All good writers are readers. So why, I sometimes ask myself, don’t those who send us queries read our writers’ guidelines. Many do, but a surprising number of applicants don’t. Or at least their submissions give no such indication. Real life examples of writers who waste their time and ours:
- Writers who assume we are a content site. BiblioBuffet does not publish “content,” defined by me as anything designed to attract website hits for advertisers. Content does fill up otherwise empty space, but provides very little in the way of good literary nutrition.
- Closely related to “content” producers are writers who propose articles on topics unrelated to what BiblioBuffet does publish: beauty, cars, finance, travel, etc. Their modus operandi is to create generic e-mails that they send out to websites without having any idea what the site is about. To their credit, they are generally polite when sent form rejections.
- Writers who possess less than excellent English skills. Having these doesn’t assure good writing, but it is the starting point for every good writer. If a writer’s first language isn’t English but the writing is powerful and close to what we want we will definitely work with that writer on small grammatical errors. But when a writer tells me she has a Ph.D. in English yet her query letter is no better than a fourth-grade American student would put out, not only are we not going to respond but we are going to put her on our spam list. Along that same line: if a writer claims that Ph.D. and has a website that appears to back that up (excellent English, good writing) but his query is riddled with errors all we can deduce is that he is in the habit of attempting to scam editors into giving him a chance. It won’t work. The writer just made *the* list. And we will never have to worry about either writer clogging our in-boxes again.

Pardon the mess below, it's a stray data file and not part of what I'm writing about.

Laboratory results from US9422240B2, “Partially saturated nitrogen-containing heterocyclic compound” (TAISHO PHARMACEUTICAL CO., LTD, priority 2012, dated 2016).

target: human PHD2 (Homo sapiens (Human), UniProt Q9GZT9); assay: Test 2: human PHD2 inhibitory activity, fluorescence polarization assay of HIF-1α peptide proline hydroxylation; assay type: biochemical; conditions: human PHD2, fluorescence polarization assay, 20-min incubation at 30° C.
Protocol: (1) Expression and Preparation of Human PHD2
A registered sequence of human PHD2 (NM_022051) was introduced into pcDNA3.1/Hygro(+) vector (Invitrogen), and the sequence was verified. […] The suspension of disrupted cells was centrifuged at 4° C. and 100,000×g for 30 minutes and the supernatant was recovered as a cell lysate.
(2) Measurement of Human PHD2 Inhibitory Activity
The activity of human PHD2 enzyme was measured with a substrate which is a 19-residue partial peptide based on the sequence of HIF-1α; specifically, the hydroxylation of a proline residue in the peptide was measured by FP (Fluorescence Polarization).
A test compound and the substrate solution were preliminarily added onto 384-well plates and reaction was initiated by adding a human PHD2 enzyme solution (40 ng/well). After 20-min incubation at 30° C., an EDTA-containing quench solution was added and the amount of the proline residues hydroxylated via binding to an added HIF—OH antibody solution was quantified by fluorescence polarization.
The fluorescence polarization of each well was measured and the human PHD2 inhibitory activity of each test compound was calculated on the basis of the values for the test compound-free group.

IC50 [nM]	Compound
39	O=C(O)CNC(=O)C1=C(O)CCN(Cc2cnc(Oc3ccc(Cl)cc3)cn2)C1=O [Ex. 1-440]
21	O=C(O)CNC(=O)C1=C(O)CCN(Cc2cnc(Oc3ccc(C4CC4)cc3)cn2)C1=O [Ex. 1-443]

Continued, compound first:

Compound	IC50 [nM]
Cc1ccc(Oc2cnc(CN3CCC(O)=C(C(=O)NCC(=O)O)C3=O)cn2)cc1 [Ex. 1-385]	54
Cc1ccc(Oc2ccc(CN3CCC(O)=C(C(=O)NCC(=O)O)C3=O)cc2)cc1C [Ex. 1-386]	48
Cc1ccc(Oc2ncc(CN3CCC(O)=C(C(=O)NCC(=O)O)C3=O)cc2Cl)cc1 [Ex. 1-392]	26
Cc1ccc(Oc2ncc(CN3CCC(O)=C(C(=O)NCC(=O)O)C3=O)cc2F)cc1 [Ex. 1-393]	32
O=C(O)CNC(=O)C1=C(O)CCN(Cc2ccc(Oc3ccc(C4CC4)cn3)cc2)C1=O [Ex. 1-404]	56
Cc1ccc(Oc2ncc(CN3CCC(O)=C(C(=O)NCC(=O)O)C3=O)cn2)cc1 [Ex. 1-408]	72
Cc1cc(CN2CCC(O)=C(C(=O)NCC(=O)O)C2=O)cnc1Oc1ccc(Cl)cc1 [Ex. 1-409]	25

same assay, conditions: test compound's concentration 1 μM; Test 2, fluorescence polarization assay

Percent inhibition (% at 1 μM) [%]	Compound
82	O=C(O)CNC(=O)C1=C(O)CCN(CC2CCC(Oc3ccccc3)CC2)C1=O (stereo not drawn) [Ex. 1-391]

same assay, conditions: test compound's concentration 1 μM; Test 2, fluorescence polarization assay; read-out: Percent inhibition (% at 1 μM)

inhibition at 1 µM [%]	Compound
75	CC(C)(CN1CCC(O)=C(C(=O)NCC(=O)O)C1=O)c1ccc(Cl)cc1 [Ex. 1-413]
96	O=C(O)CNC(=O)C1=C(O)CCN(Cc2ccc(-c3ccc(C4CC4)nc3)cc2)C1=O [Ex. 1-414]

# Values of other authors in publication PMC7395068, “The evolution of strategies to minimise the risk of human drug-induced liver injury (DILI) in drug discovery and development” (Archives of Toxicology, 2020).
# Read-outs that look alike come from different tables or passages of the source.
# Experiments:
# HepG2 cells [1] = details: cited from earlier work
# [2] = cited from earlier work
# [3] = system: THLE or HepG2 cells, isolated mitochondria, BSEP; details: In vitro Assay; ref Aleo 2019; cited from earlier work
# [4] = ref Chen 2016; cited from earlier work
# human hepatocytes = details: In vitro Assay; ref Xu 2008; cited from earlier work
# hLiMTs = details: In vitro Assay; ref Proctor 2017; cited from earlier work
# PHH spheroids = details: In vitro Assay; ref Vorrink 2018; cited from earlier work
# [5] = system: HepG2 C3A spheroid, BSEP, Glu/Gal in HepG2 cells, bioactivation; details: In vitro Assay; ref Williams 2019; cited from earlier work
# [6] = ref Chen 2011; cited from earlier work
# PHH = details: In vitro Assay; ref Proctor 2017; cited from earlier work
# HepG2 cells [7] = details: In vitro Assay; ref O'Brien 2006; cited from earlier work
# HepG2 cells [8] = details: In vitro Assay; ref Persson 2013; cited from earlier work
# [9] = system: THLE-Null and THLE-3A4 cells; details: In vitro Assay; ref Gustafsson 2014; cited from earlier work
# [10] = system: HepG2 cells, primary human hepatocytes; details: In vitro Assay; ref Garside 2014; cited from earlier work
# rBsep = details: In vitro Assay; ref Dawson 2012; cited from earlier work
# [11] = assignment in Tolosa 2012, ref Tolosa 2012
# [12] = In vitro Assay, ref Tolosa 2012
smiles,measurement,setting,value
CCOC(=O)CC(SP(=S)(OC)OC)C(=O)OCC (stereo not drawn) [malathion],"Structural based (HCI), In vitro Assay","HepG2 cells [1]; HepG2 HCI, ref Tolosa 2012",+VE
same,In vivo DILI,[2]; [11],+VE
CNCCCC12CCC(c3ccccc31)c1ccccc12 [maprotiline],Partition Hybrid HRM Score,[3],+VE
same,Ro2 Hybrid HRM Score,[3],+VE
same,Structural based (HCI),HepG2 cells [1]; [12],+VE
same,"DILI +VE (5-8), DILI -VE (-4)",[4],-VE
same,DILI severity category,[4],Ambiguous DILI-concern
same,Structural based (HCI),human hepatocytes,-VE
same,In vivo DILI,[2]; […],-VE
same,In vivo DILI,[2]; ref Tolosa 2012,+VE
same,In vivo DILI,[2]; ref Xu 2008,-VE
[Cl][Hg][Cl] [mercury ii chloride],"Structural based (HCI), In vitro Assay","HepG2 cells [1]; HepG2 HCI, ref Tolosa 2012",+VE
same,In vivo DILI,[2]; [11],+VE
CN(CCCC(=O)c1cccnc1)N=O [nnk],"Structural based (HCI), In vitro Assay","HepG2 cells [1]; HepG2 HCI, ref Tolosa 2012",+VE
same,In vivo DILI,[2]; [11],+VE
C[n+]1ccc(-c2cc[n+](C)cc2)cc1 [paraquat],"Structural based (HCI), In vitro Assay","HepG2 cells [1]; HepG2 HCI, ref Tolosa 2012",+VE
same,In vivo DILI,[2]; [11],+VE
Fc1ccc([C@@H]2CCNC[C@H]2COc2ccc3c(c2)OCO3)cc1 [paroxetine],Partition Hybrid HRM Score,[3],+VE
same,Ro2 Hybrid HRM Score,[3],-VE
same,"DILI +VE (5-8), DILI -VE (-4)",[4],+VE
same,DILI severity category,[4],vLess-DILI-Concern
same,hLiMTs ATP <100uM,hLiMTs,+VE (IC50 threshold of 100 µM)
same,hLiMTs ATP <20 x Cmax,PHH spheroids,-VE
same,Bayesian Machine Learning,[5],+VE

- Writers who don’t understand that there is writing and then there is writing. “Writing worth reading” is writing that is worthy of a time commitment from readers. Today, there is so much competition for readers’ attention that the value of that attention has risen. Our writing must give readers such a good return on their “investment” that they choose to spend it with us every week.
- Writers who haven’t read BiblioBuffet but are just looking for outlets are not usually writers who impress us. By reading BiblioBuffet writers learn what types and level of writing we seek. And writers should be honest with themselves: do they want to write what we write about, and if so are they able to write to our standards?
- Writers who don’t read the our guidelines before they query. Anyone who has knows that we do not accept book reviews from guest contributors, that our word count requirement runs between 600 and 6,000 words, that our guest column area carries no deadline, and that we accept darn near any type of writing except poetry as long as it relates to books, reading, or related subjects.
So there it is. Not quite in a nutshell, but well laid out, I think. Treat us right. Don’t try to overstate your credentials. If you don’t fit our requirements now, write more. Get into a critique group that isn’t hesitant to be brutally honest. Make yourself work harder to become better. Don’t think that publication should be easy just because the Internet allows it to be easy. Push! Trust me, the reward will be worth it regardless of where you dream of seeing your writing published.